Temperature is one of the most critical factors in designing and operating HEVs. An extremely high temperature may lead to explosion through thermal runaway or performance degradation of battery cells. Onthe opposite end, a battery system operating at low temperature might be dysfunctional. To address the challenges related to temperature, most automotive manufacturers have developed their own thermal management systems for their EVs in order to trigger the thermal control when temperature deviates from the normal operational range. This control includes usually both cooling and heating.
How is heat generated by a Li-ion battery?
Heat in a battery cell is generated by two main factors:
1 – Joule effect from internal resistance of various cell components (electrode, cathode, anode…). It can be minimized by cycling cells at low currents.
2- Exothermal electrochemical reactions within the cell that cause the transfer of ions.
What happens in the battery when temperature increases out of control?
How can a battery cell’s temperature be kept under control?
The first way to ensure batteries work in an optimized condition consists of a well-designed Battery Management System (BMS) that not only protects the cell against overheating but also optimizes its efficiency and monitors its charge (SOC) and “health” (SOH).
The BMS alone is in most cases not sufficient to ensure efficient working conditions for a Li-ion battery.
Batteries have to be cooled down through air flow or through putting them in contact with liquid coolers. As such, there are basically two common battery thermal management methods:
- Air convection, either passive or forced.
- Circulation of water-based coolant through liquid coolers within the battery structure.
- Air cooling
Fresh air that flows through the battery cells comes usually from the cockpit, which is conditioned by the A/C car system.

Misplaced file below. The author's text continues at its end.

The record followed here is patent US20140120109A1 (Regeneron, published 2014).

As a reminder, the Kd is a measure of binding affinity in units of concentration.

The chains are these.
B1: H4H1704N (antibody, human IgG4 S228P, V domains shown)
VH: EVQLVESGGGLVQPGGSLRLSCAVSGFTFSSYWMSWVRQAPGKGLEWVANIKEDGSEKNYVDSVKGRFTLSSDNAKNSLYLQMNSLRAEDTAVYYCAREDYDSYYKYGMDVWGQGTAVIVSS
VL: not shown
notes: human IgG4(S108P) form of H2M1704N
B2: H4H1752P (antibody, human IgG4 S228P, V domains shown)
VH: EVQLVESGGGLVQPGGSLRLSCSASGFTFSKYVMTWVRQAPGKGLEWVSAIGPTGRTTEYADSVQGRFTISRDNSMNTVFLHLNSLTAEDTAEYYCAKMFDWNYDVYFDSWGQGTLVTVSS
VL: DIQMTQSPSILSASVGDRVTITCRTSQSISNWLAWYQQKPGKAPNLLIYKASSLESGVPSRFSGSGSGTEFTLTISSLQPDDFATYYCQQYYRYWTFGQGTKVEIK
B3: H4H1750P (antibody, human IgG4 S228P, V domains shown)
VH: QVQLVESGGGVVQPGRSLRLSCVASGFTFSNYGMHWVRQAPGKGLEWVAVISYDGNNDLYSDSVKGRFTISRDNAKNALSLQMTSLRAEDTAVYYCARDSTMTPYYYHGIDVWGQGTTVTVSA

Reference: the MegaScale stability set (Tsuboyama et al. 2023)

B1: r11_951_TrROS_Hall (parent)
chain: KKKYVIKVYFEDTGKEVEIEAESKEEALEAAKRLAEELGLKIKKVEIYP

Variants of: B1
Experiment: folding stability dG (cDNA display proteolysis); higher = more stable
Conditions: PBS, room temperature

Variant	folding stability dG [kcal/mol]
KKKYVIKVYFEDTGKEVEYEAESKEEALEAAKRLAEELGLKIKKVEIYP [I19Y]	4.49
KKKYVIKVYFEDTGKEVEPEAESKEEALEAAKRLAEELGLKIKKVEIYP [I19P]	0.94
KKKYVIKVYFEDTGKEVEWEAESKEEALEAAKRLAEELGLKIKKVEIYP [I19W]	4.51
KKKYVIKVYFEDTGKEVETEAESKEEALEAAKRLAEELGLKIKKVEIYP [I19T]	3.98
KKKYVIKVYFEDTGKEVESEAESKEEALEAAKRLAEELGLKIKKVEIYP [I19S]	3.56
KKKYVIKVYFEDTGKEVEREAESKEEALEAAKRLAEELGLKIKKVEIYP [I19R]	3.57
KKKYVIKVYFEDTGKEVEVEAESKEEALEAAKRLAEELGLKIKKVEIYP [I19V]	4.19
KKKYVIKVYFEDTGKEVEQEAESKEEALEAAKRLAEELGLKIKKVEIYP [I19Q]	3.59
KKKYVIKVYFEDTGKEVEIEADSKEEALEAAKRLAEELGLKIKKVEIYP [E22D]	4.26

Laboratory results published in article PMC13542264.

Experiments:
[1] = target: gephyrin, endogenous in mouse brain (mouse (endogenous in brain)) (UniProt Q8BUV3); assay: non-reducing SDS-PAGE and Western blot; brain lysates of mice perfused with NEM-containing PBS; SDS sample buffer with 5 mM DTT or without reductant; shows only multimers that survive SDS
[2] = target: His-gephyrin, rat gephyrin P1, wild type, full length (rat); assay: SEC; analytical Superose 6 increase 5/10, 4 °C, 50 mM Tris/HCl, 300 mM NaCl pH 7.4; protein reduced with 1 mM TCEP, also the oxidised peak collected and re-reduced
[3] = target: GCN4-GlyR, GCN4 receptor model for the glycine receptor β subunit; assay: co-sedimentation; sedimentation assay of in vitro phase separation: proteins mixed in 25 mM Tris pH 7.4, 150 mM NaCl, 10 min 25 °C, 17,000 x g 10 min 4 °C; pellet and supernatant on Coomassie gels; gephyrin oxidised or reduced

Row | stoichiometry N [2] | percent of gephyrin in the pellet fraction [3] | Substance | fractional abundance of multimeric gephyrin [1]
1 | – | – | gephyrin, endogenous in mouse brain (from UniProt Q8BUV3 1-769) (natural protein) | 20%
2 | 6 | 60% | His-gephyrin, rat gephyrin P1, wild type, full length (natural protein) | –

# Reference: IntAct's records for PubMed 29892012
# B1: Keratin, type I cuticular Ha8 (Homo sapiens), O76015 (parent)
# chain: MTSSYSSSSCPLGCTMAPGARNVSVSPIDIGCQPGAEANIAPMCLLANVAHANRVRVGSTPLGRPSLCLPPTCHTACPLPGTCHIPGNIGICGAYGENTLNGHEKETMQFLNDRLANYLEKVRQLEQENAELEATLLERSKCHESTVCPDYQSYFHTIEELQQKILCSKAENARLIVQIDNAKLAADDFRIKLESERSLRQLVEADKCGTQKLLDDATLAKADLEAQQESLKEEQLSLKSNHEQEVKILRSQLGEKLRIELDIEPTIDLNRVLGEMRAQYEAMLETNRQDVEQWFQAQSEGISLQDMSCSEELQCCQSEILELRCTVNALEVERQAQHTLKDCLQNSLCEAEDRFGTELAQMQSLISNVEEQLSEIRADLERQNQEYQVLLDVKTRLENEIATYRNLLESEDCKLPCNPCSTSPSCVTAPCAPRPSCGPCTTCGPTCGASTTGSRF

This method has its own pros and cons, shown in the table below.
|Wasted heat goes eventually to outside air||Lower heat transfer capacity|
|Separate cooling loop not required||Higher temperature gradient within the battery|
|No risk of leakage||Potential backflow of venting battery gas into cabin|
|No risk of electrical short due to fluid concern||Fan noise|
|Less system complexity (lower cost)|
Examples of hybrid and electric cars where the battery is cooled by air are the Toyota Prius (NiMH cells) and Nissan Leaf (Li-ions cells).
- Liquid cooling
Although air as a heat transfer medium is a simple option compared to liquid, the thermal properties of liquids enable them to remove more heat than air when being used as a cooling medium. Therefore, they are used in applications where large amounts of power or a high thermal density needs to be removed from the batteries.
Fluid is cooled down by the A/C car system or, more often, by a dedicated liquid /liquid cooling unit.
Pouch-shaped cells are usually cooled by liquid coolers that are directly in contact with their external surfaces, taking advantage of their large areas. However, recent studies show that this could lead to a significant loss of performance and increased loss of useable capacity under load.
For this reason, tab cooling seems to be more efficient in terms of temperature gradient. That means:
- Higher cell efficiency
- Less risk of thermal crack after several load/unload cycles
Below is a table with general pros and cons of liquid cooling systems for electric and hybrid vehicles.
|Higher power flux absorption||Additional components|
|More uniform thermal gradient amongst cells||Weight|
|Lower volume, compact design||Potential risk of leakage|
|Better thermal control (T fluid IN more constant)||Higher maintenance costs|
|Fluid pre-heat necessary below 0°C|
Examples of hybrid and electric cars where the battery is cooled by fluids are the Tesla-S and Audi A3 Sportback e-tron.
Input Data for Battery Thermal Management of Hybrid and Electric Cars
Generally speaking, in order to design properly a battery cooling system for EVs or HEVs, the following info has to be available:
- Cell shape: prismatic, pouch, cylindrical
- Weight constraints and battery location
- Cooling media available on board
- Inlet fluid temperature
- Thermal interface materials
- Surface vs. tab cooling
From 2020 onwards, the utilization of conventional thermal engines is expected to decrease, and it will have disappeared by 2050. Lithium-ion batteries represent at the moment the most prevalent storage device in EVs and HEVs, and their study is attracting more and more interest.
A well-designed temperature regulation system for batteries is a basic requirement to get efficiency from electrical engines. Keeping the temperature within the desired range and low temperature gradients can guarantee a longer battery lifetime and better energy efficiency. Thermal management topics have to be investigated by a team of experts from the earlier stages of the design process.
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